Home
Giant
Wiggle
Competitive Cyclist
Cervelo
Chain Reaction
Full Speed Ahead
BMC
Specialized
Maxxis
Zipp
Saris
Speedplay
Topolino Wheels

Interbike show

Las Vegas, Nevada, USA, September 22-26, 2008

Main Page            Previous Part  Next Part

Part 18 - October 17:  Shocks, lights, power! Pass me the tools, nurse...

By James Huang

Limited edition World Championship suspension components from Fox Racing Shox

Fox Racing Shox will offer limited numbers
Photo ©: James Huang
(Click for larger image)

Fox Racing Shox has had a stellar showing on the race circuit this year, particularly on the downhill side of things with the Animal Commencal team and the world's fastest family, the Athertons. Between Dan, Gee and Rachel, the trio has racked up five World Cup wins, two world championships and even a World Cup overall title – an impressive showing for any team for sure, let alone one where all three members are related.

As partly a way to celebrate the achievement, team sponsor Fox Racing Shox will bring to market a limited run of DHX RC4 rear shocks and 40 RC2 forks complete with internal tuning set up per the Atherton's preferred specifications. Just 200 individually numbered samples of each will be produced.

The limited-edition 40 RC2 is mostly identical to the stock version save for increased high-and mid-speed compression damping, but the DHX RC4 represents an all-new design based at least in concept on the existing DHX. The alloy shaft increases in diameter from 1/2" to 5/8", oil volume has increased and the new internal dimensions require lower pressures than before. In addition, there are also new external adjustments for high-and low-speed compression.

Light & Motion brightens up the night

The compact Stella single-LED lamp
Photo ©: James Huang
(Click for larger image)

Light & Motion has gone LED-only for 2009, but if its new Seca line of high-powered LED lamps is any indication, not many will lament the passing of HID from the company lineup.

Light & Motion claims an impressive 700-lumen output for its top Seca 700 model courtesy of six individually focused LED emitters that combine to produce a rather unique, and seemingly very useful, beam pattern. Unlike most beams that yield a bright hot spot in the center with even fall-off on all sides, the Seca beam is more like the bottom half of a bull's eye.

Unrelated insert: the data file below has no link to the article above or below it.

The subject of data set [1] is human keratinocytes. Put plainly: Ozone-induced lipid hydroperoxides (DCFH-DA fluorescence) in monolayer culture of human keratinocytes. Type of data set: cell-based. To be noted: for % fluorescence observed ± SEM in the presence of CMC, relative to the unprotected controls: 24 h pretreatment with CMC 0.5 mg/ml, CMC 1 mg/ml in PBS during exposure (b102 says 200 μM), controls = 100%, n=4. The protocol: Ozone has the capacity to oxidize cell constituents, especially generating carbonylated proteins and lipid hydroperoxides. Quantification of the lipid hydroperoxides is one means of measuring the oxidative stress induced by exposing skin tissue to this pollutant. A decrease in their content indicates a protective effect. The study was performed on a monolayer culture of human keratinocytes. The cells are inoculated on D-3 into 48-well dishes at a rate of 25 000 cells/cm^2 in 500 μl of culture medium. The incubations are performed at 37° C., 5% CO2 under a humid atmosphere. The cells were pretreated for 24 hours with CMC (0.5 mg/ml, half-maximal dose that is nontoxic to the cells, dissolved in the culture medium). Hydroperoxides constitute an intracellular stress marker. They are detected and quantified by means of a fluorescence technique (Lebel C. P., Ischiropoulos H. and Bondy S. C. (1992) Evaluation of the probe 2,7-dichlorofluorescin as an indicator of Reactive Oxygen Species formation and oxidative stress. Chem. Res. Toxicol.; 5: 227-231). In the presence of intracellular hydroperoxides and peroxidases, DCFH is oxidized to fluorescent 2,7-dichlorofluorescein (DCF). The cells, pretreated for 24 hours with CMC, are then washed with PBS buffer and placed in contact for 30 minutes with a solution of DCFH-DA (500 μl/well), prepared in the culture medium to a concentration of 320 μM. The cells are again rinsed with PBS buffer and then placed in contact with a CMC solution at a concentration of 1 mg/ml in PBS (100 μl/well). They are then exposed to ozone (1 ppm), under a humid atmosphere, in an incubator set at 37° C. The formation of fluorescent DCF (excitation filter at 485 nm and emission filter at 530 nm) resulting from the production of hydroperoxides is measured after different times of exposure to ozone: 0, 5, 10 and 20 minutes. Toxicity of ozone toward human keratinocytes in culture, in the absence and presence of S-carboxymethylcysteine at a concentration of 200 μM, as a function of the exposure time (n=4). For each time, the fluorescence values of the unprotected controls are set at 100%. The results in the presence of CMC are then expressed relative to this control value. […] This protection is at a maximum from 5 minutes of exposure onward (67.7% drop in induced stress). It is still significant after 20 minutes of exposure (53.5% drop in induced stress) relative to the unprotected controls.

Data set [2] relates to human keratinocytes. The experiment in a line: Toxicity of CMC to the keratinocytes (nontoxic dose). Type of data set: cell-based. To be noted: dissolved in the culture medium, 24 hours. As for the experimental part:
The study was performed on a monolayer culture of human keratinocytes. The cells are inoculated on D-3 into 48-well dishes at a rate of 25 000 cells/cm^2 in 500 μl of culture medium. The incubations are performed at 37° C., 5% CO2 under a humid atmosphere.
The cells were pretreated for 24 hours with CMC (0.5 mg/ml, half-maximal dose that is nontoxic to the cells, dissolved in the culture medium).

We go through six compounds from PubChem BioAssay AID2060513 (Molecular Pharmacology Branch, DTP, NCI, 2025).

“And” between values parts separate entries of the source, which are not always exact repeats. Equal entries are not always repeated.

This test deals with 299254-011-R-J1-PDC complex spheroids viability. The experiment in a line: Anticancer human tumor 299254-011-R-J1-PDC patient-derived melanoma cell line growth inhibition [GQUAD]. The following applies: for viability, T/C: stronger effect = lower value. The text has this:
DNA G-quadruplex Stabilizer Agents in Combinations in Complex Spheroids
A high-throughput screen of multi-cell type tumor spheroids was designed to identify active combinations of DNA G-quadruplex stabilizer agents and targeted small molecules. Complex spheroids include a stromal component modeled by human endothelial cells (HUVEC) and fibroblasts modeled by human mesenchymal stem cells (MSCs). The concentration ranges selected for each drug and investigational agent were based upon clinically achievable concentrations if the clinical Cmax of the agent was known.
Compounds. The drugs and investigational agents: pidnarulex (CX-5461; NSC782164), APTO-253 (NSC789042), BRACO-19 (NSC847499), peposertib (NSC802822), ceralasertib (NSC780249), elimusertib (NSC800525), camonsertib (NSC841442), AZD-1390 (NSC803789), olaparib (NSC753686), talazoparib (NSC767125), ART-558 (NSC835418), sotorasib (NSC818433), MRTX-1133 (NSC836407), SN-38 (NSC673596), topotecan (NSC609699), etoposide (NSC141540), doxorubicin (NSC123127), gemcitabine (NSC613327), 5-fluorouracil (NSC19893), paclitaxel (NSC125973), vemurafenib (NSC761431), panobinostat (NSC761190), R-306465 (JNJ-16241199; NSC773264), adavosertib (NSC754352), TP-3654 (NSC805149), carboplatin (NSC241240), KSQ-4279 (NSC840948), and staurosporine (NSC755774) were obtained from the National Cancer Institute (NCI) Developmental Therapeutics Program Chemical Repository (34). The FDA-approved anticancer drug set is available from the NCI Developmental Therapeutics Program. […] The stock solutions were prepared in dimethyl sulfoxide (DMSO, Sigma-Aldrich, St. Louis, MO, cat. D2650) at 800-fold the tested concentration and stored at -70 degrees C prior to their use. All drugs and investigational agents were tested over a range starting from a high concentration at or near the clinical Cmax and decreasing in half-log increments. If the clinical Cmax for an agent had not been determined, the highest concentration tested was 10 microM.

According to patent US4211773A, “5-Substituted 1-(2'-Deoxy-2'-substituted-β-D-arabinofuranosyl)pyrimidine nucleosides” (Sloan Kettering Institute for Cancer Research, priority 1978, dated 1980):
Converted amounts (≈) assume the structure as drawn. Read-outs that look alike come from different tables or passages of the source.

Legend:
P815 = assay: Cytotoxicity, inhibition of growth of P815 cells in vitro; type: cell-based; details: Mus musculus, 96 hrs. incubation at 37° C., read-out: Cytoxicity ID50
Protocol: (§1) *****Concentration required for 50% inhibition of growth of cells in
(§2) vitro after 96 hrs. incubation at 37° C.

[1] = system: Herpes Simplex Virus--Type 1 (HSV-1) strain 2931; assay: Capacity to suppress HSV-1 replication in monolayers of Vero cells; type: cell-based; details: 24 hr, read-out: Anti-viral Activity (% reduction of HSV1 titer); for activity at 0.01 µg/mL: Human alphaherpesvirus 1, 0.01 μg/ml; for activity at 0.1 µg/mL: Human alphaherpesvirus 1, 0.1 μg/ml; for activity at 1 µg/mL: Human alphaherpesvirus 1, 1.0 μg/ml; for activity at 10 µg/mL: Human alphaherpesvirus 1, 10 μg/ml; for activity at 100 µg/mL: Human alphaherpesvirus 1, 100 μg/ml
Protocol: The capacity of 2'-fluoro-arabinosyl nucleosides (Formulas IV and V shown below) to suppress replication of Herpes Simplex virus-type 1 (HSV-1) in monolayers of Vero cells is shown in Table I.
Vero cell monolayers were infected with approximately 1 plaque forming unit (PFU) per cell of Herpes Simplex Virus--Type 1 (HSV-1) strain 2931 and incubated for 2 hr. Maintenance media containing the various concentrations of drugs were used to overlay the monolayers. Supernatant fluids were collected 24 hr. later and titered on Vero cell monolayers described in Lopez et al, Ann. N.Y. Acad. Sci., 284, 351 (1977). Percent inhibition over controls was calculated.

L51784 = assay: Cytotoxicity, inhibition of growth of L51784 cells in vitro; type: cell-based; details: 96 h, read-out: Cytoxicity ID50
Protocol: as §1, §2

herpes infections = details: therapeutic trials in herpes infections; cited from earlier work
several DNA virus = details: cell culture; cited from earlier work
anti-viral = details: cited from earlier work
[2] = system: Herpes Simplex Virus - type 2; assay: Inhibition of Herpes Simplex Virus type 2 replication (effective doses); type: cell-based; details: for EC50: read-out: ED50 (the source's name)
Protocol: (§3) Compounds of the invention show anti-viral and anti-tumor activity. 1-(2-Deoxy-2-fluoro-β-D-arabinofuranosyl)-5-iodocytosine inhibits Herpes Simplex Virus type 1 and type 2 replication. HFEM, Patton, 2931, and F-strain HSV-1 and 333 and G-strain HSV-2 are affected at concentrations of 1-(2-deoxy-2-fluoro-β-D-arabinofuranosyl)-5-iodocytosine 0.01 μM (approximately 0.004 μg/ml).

There's still the bright centre but now there is also a sharp cut-off up top coupled with a mostly even apron down below and off to the sides. The thinking here is that the bright centre delivers the long-range 'punch' that is so often lacking in LED systems, but also a diffuse flood that provides a better ‘big picture' view of the trail ahead of you. Run time on the Seca 700 Race model is a lengthy 3.5 hours on the highest setting while the Seca 700 Ultra jumps to five hours of burn thanks to a larger nine-cell battery.

The Seca's intriguing design language (with its coloured aluminum sink) also makes its way into the revamped Vega range. The battery is still fully integrated as in the previous version but the body is now distinctly broader and shorter than the old tube-like form. Output has jumped to 200 lumens for the top Vega 200 model while the less expensive Vega 120 still churns out a very useful 120 lumens of light.

Claimed burn time for both Vega models is two hours on the highest setting.

New iSport brings power meter technology down in price

iBike's new iSport promises to bring accurate power meter technology
Photo ©: James Huang
(Click for larger image)

iBike brings power meter technology to the masses with its new iSport model that commands a retail cost of just US$199. As with the standard iBike, the iSport doesn't actually directly measure power output; rather, it measures everything that you are working against - gravity, air resistance, etc - and then back calculates from there.